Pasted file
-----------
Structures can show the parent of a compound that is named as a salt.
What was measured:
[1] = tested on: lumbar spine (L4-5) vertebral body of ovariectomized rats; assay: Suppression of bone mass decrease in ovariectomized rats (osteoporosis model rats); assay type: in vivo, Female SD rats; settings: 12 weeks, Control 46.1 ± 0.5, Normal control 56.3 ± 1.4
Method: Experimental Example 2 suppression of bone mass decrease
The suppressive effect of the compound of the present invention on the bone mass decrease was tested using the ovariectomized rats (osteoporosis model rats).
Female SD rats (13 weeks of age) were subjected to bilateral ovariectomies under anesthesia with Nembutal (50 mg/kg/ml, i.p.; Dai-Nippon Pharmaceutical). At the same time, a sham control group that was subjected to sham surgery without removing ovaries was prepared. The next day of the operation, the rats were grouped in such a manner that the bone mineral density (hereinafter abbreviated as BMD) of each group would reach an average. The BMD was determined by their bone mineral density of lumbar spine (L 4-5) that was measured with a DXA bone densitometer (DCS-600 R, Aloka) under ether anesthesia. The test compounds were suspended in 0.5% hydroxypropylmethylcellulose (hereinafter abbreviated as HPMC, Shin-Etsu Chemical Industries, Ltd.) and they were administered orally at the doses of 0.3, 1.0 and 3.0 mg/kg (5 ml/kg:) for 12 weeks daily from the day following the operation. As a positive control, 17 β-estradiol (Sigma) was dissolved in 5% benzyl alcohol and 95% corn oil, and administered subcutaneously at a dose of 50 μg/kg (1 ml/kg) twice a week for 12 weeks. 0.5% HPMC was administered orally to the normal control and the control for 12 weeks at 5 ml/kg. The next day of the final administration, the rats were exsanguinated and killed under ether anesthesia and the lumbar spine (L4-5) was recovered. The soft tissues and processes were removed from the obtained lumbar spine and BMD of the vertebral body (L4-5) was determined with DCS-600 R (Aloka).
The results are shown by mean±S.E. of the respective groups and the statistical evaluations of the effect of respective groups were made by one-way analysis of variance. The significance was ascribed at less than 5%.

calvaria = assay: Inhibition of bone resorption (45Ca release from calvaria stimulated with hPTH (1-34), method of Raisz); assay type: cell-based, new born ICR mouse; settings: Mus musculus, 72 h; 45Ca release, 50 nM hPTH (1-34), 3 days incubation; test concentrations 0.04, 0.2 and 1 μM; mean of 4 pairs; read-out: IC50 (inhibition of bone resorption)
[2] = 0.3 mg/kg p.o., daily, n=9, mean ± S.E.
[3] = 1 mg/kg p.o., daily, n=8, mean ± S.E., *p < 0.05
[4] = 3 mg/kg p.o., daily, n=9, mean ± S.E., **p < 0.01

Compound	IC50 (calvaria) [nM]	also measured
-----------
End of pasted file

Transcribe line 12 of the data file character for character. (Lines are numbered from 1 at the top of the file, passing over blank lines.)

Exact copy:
Compound	IC50 (calvaria) [nM]	also measured